With the recent skyrocketing price climbs and peaks in the valuation of Bitcoin, its no surprise that people are asking the question “Where can I buy Bitcoin?”
Where can I buy Bitcoin and how much is it worth?
Most typically, new Bitcoin users enter the market by signing up to a Bitcoin Exchange. These Bitcoin Exchanges act much like existing stock and foreign currency exchanges; only they trade solely in Bitcoins and other Cryptocurrencies. Using a Bitcoin Exchange, a user can buy a quantity of Bitcoin for a set price in £GBP, $USD, €EUR or other fiat currency of their choice.
Once signed up to a Bitcoin exchange such as Coinbase, Binance, Liquid, or CEX.io; users have to deposit cash into their online ‘wallet’ to then have a fund with which they can trade. They are then free to make trades and purchase Bitcoin. They can either make an instant buy at the current market rate, or by placing a ‘buy order’ on the exchange itself.
Each exchange will have different fees for depositing your money (transferring £GBP from your bank account, credit or debit card, into their bank), and then also for transactions. Each time you make a purchase, an exchange might typically charge anything up to 5% in fees. However if you’re clever and make use of exchange tools and methods such as ‘limit stops’. These can allow you to avoid transaction fees by ‘making’ the trade (setting the price in advance) rather than just accepting the going market rate.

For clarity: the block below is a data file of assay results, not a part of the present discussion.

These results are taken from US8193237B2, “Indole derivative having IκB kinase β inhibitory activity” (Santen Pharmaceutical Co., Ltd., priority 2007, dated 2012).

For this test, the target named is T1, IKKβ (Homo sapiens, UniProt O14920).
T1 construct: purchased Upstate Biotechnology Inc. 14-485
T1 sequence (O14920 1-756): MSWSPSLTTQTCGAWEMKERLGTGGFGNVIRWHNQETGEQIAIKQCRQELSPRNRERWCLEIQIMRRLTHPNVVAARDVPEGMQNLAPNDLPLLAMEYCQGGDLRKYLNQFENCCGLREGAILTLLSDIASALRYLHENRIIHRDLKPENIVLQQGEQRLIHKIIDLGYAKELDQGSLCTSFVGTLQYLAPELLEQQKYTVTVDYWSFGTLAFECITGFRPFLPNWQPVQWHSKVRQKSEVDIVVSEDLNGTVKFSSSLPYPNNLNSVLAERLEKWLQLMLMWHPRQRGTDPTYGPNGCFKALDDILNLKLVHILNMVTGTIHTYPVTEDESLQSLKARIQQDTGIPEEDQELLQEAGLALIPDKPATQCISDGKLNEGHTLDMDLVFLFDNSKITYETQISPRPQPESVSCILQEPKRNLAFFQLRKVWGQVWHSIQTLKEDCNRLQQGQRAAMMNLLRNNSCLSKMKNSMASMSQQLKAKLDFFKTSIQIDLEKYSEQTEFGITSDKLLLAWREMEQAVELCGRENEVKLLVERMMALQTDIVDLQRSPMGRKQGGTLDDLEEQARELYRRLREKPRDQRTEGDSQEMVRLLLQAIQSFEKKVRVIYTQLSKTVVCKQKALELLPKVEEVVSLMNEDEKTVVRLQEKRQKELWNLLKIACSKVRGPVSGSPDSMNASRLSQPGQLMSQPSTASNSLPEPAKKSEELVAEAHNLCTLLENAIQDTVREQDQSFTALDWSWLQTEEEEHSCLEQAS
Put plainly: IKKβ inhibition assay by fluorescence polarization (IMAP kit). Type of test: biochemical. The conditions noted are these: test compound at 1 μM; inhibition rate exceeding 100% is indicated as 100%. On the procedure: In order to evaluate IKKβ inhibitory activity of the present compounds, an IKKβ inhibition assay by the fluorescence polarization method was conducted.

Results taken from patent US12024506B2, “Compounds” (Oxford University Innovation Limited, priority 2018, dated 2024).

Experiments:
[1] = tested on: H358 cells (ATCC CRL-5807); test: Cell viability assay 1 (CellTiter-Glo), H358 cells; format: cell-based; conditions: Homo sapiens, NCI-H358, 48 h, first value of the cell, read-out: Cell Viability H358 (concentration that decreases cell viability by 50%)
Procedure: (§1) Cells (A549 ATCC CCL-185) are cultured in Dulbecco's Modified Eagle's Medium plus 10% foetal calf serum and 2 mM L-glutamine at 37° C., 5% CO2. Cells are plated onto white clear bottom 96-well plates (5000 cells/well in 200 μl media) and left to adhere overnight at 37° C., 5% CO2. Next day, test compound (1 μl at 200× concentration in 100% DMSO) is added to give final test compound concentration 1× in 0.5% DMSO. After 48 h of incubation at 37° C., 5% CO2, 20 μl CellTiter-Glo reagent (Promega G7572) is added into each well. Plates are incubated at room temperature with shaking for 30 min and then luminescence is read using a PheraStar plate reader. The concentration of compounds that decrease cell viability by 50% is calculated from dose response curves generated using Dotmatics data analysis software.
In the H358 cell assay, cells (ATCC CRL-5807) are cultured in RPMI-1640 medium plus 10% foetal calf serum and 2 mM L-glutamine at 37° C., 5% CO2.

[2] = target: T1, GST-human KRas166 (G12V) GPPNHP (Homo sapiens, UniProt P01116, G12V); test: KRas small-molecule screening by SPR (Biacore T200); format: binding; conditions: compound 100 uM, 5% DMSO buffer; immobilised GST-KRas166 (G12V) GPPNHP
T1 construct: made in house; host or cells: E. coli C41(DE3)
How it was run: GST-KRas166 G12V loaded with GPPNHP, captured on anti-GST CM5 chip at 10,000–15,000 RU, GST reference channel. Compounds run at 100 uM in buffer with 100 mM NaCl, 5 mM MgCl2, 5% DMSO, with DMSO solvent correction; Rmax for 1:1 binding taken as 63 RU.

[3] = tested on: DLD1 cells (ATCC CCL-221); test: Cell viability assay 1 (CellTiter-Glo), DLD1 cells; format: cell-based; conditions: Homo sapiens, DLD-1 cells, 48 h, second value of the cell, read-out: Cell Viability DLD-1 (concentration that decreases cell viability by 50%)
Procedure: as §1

You will always get a better price if you place an order on the exchange market itself, rather than just clicking the ‘instant buy’ button. An instant buy will always take the current market price at that time by default.
How do I know which Bitcoin Exchange to trust and use?
In the early days of Bitcoin, exchanges were setup in haste to provide early adopters a quick and easy way to buy in. Many exchanges quickly had to smarten up and professionalise, to avoid becoming targets for hackers and exploitation.
Perhaps the biggest and most publicised early Bitcoin Exchange hack was that of the Japan based Mt. Gox back around 2014.
Launched in 2010, Mt. Gox was an early giant in the Bitcoin ecosystem. It quickly became the largest Bitcoin Exchange, handling over 70% of all Bitcoin transactions worldwide around 2013-14. However it failed to keep up with the pace of security required as its usage increased.
Ultimately Mt. Gox ceased trading in February 2014, after announcing that it had ‘lost’ approx. 850,000 Bitcoins (owned by itself and customers). At the time, those coins were worth an estimated $450 million. It later became clear that Mt. Gox had become victim to theft, whereby hackers had targeted their ‘hot wallet’ over a number of years.